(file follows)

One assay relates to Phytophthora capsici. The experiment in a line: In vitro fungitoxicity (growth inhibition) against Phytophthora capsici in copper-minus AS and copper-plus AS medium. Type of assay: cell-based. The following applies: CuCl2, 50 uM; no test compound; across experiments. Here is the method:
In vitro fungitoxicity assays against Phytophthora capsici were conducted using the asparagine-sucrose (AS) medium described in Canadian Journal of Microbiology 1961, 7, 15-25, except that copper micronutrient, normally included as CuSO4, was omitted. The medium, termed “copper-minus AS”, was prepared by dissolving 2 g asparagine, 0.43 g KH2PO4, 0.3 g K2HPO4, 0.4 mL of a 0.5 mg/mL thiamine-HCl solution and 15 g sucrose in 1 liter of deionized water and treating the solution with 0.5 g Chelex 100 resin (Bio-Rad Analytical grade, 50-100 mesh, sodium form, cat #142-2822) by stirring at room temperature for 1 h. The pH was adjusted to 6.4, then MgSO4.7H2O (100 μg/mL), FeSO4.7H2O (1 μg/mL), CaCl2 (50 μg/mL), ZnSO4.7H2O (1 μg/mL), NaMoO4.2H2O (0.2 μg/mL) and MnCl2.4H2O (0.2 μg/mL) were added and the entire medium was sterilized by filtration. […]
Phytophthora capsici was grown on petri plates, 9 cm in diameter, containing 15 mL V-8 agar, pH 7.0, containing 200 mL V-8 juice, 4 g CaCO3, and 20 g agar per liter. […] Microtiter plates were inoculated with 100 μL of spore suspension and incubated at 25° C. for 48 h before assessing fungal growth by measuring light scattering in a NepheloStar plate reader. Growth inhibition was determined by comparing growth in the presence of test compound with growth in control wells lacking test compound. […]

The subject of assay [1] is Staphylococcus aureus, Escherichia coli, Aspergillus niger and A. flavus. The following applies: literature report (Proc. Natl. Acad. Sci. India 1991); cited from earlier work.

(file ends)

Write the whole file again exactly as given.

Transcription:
One assay relates to Phytophthora capsici. The experiment in a line: In vitro fungitoxicity (growth inhibition) against Phytophthora capsici in copper-minus AS and copper-plus AS medium. Type of assay: cell-based. The following applies: CuCl2, 50 uM; no test compound; across experiments. Here is the method:
In vitro fungitoxicity assays against Phytophthora capsici were conducted using the asparagine-sucrose (AS) medium described in Canadian Journal of Microbiology 1961, 7, 15-25, except that copper micronutrient, normally included as CuSO4, was omitted. The medium, termed “copper-minus AS”, was prepared by dissolving 2 g asparagine, 0.43 g KH2PO4, 0.3 g K2HPO4, 0.4 mL of a 0.5 mg/mL thiamine-HCl solution and 15 g sucrose in 1 liter of deionized water and treating the solution with 0.5 g Chelex 100 resin (Bio-Rad Analytical grade, 50-100 mesh, sodium form, cat #142-2822) by stirring at room temperature for 1 h. The pH was adjusted to 6.4, then MgSO4.7H2O (100 μg/mL), FeSO4.7H2O (1 μg/mL), CaCl2 (50 μg/mL), ZnSO4.7H2O (1 μg/mL), NaMoO4.2H2O (0.2 μg/mL) and MnCl2.4H2O (0.2 μg/mL) were added and the entire medium was sterilized by filtration. […]
Phytophthora capsici was grown on petri plates, 9 cm in diameter, containing 15 mL V-8 agar, pH 7.0, containing 200 mL V-8 juice, 4 g CaCO3, and 20 g agar per liter. […] Microtiter plates were inoculated with 100 μL of spore suspension and incubated at 25° C. for 48 h before assessing fungal growth by measuring light scattering in a NepheloStar plate reader. Growth inhibition was determined by comparing growth in the presence of test compound with growth in control wells lacking test compound. […]

The subject of assay [1] is Staphylococcus aureus, Escherichia coli, Aspergillus niger and A. flavus. The following applies: literature report (Proc. Natl. Acad. Sci. India 1991); cited from earlier work.